Andersson: I don’t know. I think it was mainly in the beginning that Hugo had this idea. The working title of the song was “Maiden” from Iron Maiden because it sounded like them.

Randulv: And after I wrote the lead guitar part I went “Fuck can we use this, it sounds like Iron Maiden? I don’t think we can use this.” But then we did it and it was alright. But there’s no idea behind it sounding edgier to us. It sounds like more of the earlier Makthaverskan stuff that we did like “Vi Var Människor Från Början” and does songs. [“Witness”] was more in the vein of those types of songs. We don’t go to the rehearsal place and say “Ok we’re going to do this. This is going to sound like that.” It just happens.

Andersson: It unfolds naturally.

So your style and approach to writing songs hasn’t changed in seven years?

Hugo: It’s changed in that we’ve gotten another guitarist [Andersson] and it’s changed in that I feel a little bit better at playing songs and writing stuff. You get inspired by everything you hear. The songs we write now are basically the same songs we’ve written before but in the stage of life we are now. The songs evolve at the same speed as our personal life does. The music, how can you say it?

Reflects your life?

Randulv: Well yes, of course it does.

Andersson: I just want to do stuff that I feel comfortable with, and really everybody in Makthaverskan is like that. It has to be natural. We can never make like a reggae album (laugh).

Your second album was properly released in the United States a little while ago. Does it matter to you that your music gets released in other countries and other people hear it?

Randulv: We never had this goal that we were going to reach out to as many people as possible, but whoever feels something when they listen to our music, wherever they’re from or in whatever part of the world, of course it means a lot to us that people somewhere in the world really gets our music and likes it. That means a lot to us.

Wettmark: It’s also nice to see that people with other references other than Swedish people also like it. I’m very…I don’t know the word, but stoked? I feel a bit stoked about it. It matters to us.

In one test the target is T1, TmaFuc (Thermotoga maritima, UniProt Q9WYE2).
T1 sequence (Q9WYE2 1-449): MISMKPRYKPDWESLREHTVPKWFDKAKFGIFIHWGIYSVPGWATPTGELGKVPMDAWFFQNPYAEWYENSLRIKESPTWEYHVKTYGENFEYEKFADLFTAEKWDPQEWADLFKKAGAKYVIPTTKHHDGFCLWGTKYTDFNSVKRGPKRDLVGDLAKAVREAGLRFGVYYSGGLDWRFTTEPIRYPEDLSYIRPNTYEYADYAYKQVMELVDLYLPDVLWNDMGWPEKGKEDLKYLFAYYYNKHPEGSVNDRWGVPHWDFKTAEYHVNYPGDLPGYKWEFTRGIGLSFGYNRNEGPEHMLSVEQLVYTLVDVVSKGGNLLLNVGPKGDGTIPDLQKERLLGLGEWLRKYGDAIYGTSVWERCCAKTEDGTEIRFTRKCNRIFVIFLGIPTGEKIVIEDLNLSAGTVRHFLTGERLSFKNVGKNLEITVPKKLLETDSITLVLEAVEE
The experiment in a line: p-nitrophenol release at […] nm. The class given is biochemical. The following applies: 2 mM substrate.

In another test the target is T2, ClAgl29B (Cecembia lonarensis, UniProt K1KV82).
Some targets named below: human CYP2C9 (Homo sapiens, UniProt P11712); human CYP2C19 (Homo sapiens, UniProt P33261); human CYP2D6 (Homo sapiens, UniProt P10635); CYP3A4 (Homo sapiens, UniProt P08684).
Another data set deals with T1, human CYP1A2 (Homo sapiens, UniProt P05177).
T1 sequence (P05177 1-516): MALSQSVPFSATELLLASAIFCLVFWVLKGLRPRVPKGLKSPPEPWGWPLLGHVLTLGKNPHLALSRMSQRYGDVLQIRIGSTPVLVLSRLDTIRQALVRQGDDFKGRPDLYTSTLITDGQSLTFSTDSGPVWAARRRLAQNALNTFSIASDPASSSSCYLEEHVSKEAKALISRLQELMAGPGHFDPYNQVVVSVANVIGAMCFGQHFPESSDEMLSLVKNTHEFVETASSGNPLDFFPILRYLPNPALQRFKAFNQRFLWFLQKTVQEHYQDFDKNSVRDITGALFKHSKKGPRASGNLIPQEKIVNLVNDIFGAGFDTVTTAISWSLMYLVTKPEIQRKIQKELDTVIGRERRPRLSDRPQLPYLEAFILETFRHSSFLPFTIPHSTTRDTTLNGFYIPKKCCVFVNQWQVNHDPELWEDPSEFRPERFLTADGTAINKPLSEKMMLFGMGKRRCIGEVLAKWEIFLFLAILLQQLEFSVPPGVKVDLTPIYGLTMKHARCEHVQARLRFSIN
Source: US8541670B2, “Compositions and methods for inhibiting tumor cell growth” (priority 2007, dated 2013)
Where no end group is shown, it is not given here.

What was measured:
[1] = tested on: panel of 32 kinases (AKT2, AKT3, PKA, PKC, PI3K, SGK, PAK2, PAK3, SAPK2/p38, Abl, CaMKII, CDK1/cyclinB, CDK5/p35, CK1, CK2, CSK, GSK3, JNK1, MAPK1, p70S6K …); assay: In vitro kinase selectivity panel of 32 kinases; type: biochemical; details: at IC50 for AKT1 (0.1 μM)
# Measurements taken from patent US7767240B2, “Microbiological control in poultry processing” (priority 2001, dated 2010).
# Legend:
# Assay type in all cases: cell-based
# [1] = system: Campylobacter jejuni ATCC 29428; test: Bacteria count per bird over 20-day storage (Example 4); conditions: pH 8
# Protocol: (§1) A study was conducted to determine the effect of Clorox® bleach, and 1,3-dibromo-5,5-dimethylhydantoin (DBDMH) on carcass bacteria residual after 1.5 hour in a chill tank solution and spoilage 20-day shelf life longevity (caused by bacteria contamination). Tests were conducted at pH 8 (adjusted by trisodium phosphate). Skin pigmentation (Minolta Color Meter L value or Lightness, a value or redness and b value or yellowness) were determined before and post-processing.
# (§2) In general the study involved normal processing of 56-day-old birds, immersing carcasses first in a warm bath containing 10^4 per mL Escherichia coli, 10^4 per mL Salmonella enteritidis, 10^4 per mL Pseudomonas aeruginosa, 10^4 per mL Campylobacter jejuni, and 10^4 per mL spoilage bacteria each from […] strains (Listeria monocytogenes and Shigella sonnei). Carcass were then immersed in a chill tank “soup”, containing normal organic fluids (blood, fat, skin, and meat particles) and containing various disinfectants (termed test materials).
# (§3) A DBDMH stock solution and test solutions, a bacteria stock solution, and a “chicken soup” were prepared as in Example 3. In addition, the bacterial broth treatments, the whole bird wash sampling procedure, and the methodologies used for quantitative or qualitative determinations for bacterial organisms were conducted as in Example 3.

Andersson: We’re super surprised because we’ve always been a very Swedish or Gothenburgian band. So it’s strange to see people in America like us. I mean, it’s quite weird.

Both Hugo and Gustav are in a band called Westkust and Maja [Milner, the band’s singer] started a project called Iberia. How do you separate what is a Makthaverskan song and what goes into your other projects?

Gustav: It’s pretty easy. You just feel it. Whatever feels the most natural. Also Hugo for the most part starts an idea for Makthaverskan often. Sometimes I do as well (laughs), but in Westkust it’s more I start with a chord progression. I don’t know; we just feel it.

Randulv: Yeah, it’s quite easy to distinguish what kind of you music you want to do with each band, and it also comes quite naturally because I don’t think either me or Gustav sits down and are like “Ok, now I’m going to write a Westkust song, now I’m going to write a Makthaverskan song”. Whatever comes up with the melody…

Andersson: You can instantly feel that is belongs somewhere. I don’t know what to call it in English…

Randulv: You have a gut feeling about it!

When you started Makthaverskan, you said it was because no one in your city was playing the music you wanted to hear. Do you still feel that way, that sense of isolation?

Randulv: No! I think the point where Makthaverskan is in Gothenburg right now is where I wanted Makthaverskan to be in the beginning. Because now we have Westkust and we have School ’94 and we have this scene based around the Luxury label, and that’s pretty much what I personally wanted to be with Makthaverskan. I wanted to be part of something that felt like it mattered to me. Not just some band, somewhere. I wanted it be in a bigger…


Randulv: Yeah, I didn’t want it to exist in a vacuum where it’s just one band. I wanted it to be a scene! And I think it’s starting to come up, some really interesting music from Gothenburg nowadays.